Aquatics and COVID-19: What you need to know

When temperatures soar, many of us run for the pools, lakes, and rivers, or a dive for a dip in the ocean to cool off. However, we use our beaches, waterways, and aquatic facilities for much more than escaping the heat. For fishermen, boaters, rowers, divers, water polo players, and swimmers, the water is an arena for competitive sport and exercise. Children flock to summer camp aquatics facilities and water parks to learn and play, while therapy centers use pools to rehabilitate the injured.

Unfortunately, for some, the current COVID-19 pandemic may dictate a change in summer plans and curtail the use of some aquatic facilities. Fortunately, for many others, some additional safety precautions may be all that is needed to allow the summer fun to continue.

COVID-19 is a relatively new disease, and as such, we are still learning much about how the disease works, its transmission, and best practices to contain it. What we know so far is that COVID-19 is spread from person-to-person via respiratory droplets from coughing/sneezing. The Centers for Disease Control (“CDC”) also believes it may be possible for the virus to spread on outside surfaces if a person touches a surface and then touches their nose, eyes, or mouth. For contact transmission the virus appears to have limited survival time outside the body — studies show the virus can survive on surfaces for up to several days.

What about water?

Treated water: pools, hot tubs, spas, and water play areas

First, let’s start with the good news. According to the CDC, standard water filtration and treatment methods used in pools, hot tubs, spas, and water play areas should inactivate the virus:
There is no evidence that the virus that causes COVID-19 can be spread to people through the water in pools, hot tubs, spas, or water play areas. Proper operation and maintenance (including disinfection with chlorine and bromine) of these facilities should inactivate the virus in the water.
Although filtered/treated water is safe, pool facilities can still be a source for transmission. Mere proximity to the water doesn’t stop the virus from otherwise spreading through coughing or sneezing. The CDC advises operators of aquatics facilities follow state/local guidelines, maintain good hygiene and social distancing within their facilities, and to follow CDC guidelines for cleaning/sanitizing if there is a suspected or confirmed COVID-19 case.

Operators should consider posting signs and utilizing tools many pools already have, ropes and floats, to enforce distancing for swimmers.

Untreated water: ocean, rivers, lakes

For untreated water, the data is still coming in.

Based upon studies of similar coronaviruses, it appears quite likely that the COVID-19 virus can survive in untreated water for several days to several weeks. However, the jury is still out as to what this means for someone who wants to swim in an ocean or lake.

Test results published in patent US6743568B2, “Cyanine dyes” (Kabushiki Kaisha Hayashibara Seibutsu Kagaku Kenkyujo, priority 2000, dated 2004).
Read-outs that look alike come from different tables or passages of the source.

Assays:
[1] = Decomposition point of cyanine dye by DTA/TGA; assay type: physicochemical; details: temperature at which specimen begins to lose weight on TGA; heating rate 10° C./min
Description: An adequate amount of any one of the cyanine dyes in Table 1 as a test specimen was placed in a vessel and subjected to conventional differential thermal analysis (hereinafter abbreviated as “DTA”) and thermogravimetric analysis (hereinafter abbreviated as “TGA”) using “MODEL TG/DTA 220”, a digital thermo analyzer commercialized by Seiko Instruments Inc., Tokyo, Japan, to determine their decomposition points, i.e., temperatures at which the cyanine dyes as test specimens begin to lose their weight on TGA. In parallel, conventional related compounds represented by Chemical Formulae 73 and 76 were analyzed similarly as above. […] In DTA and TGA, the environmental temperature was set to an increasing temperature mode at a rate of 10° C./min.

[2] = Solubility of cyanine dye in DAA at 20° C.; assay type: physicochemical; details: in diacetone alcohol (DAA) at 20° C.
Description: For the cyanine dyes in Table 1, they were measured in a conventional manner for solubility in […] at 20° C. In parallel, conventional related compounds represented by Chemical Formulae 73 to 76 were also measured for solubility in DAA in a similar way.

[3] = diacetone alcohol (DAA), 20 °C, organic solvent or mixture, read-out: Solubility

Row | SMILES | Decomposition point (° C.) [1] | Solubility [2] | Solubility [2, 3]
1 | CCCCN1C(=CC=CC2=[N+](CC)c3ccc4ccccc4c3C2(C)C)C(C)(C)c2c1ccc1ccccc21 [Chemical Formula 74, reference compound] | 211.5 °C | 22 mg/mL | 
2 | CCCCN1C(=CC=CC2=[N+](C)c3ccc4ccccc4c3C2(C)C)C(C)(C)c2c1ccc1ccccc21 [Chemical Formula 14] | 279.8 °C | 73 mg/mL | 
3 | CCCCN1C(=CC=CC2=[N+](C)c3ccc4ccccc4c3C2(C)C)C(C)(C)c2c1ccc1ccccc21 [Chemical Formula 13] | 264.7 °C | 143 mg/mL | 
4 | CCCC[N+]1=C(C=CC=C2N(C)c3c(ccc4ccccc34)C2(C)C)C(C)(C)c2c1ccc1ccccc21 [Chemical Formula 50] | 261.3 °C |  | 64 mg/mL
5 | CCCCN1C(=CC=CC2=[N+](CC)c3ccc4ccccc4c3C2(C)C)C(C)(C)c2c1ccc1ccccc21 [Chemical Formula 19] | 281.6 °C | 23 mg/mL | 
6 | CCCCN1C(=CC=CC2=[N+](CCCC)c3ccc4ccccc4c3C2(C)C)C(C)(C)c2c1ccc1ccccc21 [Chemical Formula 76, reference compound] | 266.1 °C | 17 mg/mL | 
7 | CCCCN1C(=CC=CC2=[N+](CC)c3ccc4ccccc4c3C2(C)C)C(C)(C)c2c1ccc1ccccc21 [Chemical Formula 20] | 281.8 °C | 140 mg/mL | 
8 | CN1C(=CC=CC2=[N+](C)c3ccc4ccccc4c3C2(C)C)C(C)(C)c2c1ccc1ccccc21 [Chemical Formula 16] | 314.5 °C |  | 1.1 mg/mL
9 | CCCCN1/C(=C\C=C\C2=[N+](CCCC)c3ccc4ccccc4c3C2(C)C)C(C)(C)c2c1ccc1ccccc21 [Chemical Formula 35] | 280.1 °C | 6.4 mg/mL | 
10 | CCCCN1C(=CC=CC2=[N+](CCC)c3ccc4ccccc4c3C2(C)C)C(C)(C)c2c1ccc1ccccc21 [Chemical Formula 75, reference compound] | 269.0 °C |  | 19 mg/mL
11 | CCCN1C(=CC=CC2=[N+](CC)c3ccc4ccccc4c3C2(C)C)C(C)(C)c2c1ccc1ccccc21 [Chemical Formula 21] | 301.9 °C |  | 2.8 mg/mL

Some scientists and medical professionals believe that in a large body of water, like the ocean, dilution of the virus may mitigate any risk of transmission from the water itself. Of course, in smaller bodies of untreated water such as a lake or pond, dilution may not provide a meaningful reduction in risk if the virus is being introduced into the water supply.

The safety from dilution in large bodies of untreated water is not a settled issue amongst the scientific community.

In initial comments to the Los Angeles Times, Kim Prather, a leading atmospheric chemist at the Scripps Institution of Oceanography stated, “I wouldn’t go in the water if you paid me $1 million right now,” – she explained ocean water carrying the virus from sewage could be aerosolized by waves and increase the risk for beachgoers simply breathing near the water “I see pictures of the beach shut down, and the signs tell you don’t walk on the beach, don’t swim, don’t surf, but nobody tells you: Don’t breathe.”. Following backlash to the LA Times Article, and a subsequent study showing that the virus does not appear to remain infectious in fecal matter, Dr. Prather reconsidered, “At this point, there is not enough known about this virus to draw any different conclusions from the long-standing recommendation to avoid swimming and surfing in regions where the ocean is polluted and check local beach water quality before heading to the beach,”

What the experts do agree on is that even at the beach, the risk of person-to-person transmission from coughing and sneezing remains. Moreover, on windy days, the six-foot social distancing rule-of-thumb may not be enough. Donald Milton, an infectious disease specialist at the University of Maryland School of Public Health in College Park has explained, “If there’s a strong breeze blowing, probably nobody should be downwind from each other.” To appreciate this, Dr. Prather explained that the aerosols in smoke behave in a similar manner to the virus “The best analogy is, how far do you move away from a smoker if you don’t want to smell the smoke?”


The CDC has stated that filtered/treated water at pools, hot tubs, spas, and water play areas should be safe for swimming, therapy, and play. Aquatics facilities seeking to re-open should follow state and local guidelines and use signage and existing tools such as lane ropes and floats to enforce social distancing.

There is no clear consensus regarding the threat of transmission from untreated water. Unfortunately, the absence of evidence does not mean that untreated water is safe, even if the dangers have not yet been quantified. For cautious beachgoers, staying out of the water or seeking a chlorinated alternative is preferable until we learn more.


Created By Barak Kassutto


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